Alexander Vinogradov and Vladimir Dubossarsky

DubossarskyVinogradovHave worked together since 1994. Participans in the Venice Biennale (2003, Russian pavilion); the Cetinje Biennial (1997), among many others. Included in the collections of the Tretyakov, the RussianMuseum, the GeorgePompidouCenter ( Paris) and MAK ( Vienna), and others.

A decade, the work of this imaginative Moscow art duo could be found everywhere: on the cover of a Talking Heads album; in a book by eminent Russian author Viktor Pelevin; on the walls of the largest international fairs. The number of copycats they have spawned is countless. By rehabilitating the Stalin-era style of painting, Vinogradov and Dubossarsky allowed others to stop being self-conscious about the rigid artistic training they received from Socialist Realist masters. The Four Seasons of Russian Painting was produced by Vinogradov and Dubossarsky for the opening of the new permanent display of 20th-century art at the Tretyakov Gallery. For this rather conservative institution, they offered a restrained piece. The Four Seasons does not scandalize, but rather reconciles and unites conflicting styles and images. Here Stalin and Voroshilov, side by side, gaze into the distance with the beggar from Surikov’s Boyarinya Morozova; a sorrowful lyric poet of the 1960s shows off Malevich’s Black Square; and the Nazi Shot-Down Ace by Alexander Deineka falls into a river from one of the Wanderers’ paintings. Each masterpriece is treated equally. The Four Seasons is a dramatic rethinking of the methods of Socialist Realism, which was founded on eclecticism and a selection of quotes from “right” and “popular” artists of the 19th century. Vinogradov and Dubossarsky have carried the pleasure of realistic, if plain, art into today’s word.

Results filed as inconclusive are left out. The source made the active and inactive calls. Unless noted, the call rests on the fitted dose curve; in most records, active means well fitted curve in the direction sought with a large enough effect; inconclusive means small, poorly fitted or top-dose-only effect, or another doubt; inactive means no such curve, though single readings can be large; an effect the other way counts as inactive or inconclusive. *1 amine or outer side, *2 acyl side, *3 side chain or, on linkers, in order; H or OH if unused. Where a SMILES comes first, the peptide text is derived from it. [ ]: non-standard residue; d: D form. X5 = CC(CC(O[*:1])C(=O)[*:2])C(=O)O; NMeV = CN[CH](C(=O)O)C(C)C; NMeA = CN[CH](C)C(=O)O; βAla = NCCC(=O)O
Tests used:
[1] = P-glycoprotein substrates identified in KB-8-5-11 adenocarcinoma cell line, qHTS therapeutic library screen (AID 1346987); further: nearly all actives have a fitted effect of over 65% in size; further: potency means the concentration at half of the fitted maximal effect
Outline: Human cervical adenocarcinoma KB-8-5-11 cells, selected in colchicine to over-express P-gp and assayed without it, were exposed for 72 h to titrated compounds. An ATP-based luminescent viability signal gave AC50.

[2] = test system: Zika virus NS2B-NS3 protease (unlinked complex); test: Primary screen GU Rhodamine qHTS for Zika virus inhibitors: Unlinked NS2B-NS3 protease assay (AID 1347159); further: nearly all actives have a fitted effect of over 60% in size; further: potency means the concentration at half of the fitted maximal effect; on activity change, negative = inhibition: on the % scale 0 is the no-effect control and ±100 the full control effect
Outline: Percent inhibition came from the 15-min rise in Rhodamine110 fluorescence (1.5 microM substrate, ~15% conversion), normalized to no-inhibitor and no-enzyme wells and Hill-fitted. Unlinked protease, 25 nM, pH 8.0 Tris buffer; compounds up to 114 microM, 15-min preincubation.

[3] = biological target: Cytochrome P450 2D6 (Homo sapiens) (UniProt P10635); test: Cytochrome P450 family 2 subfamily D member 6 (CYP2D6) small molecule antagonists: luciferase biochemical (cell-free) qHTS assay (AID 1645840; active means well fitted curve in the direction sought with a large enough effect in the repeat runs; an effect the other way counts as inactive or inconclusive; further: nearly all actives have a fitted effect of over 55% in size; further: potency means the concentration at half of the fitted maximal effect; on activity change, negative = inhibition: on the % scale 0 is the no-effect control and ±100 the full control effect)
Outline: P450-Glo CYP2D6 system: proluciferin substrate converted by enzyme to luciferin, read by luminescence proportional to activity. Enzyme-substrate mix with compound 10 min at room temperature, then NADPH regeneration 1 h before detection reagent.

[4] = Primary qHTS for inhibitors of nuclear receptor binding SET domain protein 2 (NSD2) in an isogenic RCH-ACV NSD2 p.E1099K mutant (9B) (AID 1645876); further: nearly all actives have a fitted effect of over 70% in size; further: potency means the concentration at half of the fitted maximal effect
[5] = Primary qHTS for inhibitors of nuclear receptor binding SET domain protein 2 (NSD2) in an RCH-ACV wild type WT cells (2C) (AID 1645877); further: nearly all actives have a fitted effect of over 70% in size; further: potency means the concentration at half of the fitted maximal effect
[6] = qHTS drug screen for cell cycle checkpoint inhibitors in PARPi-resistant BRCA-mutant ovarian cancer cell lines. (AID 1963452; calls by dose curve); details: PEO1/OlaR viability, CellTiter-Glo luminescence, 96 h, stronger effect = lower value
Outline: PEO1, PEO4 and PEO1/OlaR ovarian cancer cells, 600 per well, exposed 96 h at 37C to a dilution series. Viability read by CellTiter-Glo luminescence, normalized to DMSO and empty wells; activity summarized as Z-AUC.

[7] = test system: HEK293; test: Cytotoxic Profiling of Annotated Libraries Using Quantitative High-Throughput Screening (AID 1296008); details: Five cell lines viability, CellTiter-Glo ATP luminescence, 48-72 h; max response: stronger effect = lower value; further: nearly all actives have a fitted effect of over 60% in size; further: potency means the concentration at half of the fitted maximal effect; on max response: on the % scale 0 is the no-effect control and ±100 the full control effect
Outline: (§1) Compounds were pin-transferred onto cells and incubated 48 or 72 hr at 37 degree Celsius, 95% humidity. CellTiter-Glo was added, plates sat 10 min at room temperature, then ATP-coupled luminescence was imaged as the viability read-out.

Valentin Dyakonov

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